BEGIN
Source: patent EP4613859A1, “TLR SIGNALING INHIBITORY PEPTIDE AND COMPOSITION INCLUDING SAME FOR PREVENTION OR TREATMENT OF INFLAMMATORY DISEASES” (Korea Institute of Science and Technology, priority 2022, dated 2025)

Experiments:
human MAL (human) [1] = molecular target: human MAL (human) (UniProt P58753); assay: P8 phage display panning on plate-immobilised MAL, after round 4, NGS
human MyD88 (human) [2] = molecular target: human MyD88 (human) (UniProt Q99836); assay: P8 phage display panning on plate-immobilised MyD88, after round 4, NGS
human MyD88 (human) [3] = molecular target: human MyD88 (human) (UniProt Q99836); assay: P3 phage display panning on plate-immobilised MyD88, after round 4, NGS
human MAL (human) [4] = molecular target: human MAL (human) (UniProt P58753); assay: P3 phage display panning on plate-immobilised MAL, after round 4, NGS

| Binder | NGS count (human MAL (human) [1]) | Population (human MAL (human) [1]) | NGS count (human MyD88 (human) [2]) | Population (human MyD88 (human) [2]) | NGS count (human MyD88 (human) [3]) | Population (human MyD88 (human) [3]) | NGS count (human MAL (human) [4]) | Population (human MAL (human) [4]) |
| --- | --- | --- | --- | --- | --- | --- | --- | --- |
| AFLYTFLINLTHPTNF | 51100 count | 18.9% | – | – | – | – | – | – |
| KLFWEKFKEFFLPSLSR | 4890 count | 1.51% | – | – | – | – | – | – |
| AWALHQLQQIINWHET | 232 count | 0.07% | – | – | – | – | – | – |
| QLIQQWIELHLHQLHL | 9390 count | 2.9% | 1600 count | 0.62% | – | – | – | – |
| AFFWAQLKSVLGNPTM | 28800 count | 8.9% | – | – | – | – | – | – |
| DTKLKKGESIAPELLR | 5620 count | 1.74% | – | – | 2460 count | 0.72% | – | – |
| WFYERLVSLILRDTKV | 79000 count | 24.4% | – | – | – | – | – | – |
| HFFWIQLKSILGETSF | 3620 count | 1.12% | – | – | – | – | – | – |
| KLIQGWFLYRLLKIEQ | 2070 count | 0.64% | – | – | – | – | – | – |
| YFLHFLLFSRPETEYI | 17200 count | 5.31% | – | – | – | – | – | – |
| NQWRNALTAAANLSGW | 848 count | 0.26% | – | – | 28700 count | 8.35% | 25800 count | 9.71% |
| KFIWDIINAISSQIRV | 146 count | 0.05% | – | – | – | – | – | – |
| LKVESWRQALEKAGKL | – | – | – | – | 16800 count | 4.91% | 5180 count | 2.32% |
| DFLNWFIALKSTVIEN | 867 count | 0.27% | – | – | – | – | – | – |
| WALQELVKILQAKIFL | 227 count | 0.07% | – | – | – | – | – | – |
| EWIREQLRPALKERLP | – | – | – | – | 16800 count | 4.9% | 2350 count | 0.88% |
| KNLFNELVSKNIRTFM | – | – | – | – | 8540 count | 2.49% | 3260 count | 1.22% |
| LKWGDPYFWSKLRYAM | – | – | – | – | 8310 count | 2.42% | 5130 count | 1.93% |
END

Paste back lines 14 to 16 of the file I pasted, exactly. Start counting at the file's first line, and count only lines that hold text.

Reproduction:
| DTKLKKGESIAPELLR | 5620 count | 1.74% | – | – | 2460 count | 0.72% | – | – |
| WFYERLVSLILRDTKV | 79000 count | 24.4% | – | – | – | – | – | – |
| HFFWIQLKSILGETSF | 3620 count | 1.12% | – | – | – | – | – | – |